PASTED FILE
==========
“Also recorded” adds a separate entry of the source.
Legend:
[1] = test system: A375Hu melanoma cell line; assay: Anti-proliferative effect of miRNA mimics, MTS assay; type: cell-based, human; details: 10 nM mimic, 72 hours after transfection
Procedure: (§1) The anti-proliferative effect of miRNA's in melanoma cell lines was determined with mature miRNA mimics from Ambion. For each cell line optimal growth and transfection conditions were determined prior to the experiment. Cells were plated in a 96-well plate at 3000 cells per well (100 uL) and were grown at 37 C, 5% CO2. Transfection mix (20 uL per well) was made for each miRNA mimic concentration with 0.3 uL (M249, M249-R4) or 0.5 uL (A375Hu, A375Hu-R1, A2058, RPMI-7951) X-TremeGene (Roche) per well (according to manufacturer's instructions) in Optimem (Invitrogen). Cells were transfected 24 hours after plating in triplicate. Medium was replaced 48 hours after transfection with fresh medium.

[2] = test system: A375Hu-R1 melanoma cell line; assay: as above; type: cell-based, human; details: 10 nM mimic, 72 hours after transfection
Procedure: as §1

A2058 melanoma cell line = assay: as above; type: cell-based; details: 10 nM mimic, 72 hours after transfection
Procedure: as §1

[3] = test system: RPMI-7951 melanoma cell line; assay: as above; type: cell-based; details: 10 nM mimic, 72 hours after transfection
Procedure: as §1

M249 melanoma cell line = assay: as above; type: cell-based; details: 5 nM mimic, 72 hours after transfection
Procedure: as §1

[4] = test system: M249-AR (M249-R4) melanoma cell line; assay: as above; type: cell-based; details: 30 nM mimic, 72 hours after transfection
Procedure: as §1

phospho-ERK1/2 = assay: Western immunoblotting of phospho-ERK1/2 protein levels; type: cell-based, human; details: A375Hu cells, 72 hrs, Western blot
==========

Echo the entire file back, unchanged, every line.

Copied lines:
“Also recorded” adds a separate entry of the source.
Legend:
[1] = test system: A375Hu melanoma cell line; assay: Anti-proliferative effect of miRNA mimics, MTS assay; type: cell-based, human; details: 10 nM mimic, 72 hours after transfection
Procedure: (§1) The anti-proliferative effect of miRNA's in melanoma cell lines was determined with mature miRNA mimics from Ambion. For each cell line optimal growth and transfection conditions were determined prior to the experiment. Cells were plated in a 96-well plate at 3000 cells per well (100 uL) and were grown at 37 C, 5% CO2. Transfection mix (20 uL per well) was made for each miRNA mimic concentration with 0.3 uL (M249, M249-R4) or 0.5 uL (A375Hu, A375Hu-R1, A2058, RPMI-7951) X-TremeGene (Roche) per well (according to manufacturer's instructions) in Optimem (Invitrogen). Cells were transfected 24 hours after plating in triplicate. Medium was replaced 48 hours after transfection with fresh medium.

[2] = test system: A375Hu-R1 melanoma cell line; assay: as above; type: cell-based, human; details: 10 nM mimic, 72 hours after transfection
Procedure: as §1

A2058 melanoma cell line = assay: as above; type: cell-based; details: 10 nM mimic, 72 hours after transfection
Procedure: as §1

[3] = test system: RPMI-7951 melanoma cell line; assay: as above; type: cell-based; details: 10 nM mimic, 72 hours after transfection
Procedure: as §1

M249 melanoma cell line = assay: as above; type: cell-based; details: 5 nM mimic, 72 hours after transfection
Procedure: as §1

[4] = test system: M249-AR (M249-R4) melanoma cell line; assay: as above; type: cell-based; details: 30 nM mimic, 72 hours after transfection
Procedure: as §1

phospho-ERK1/2 = assay: Western immunoblotting of phospho-ERK1/2 protein levels; type: cell-based, human; details: A375Hu cells, 72 hrs, Western blot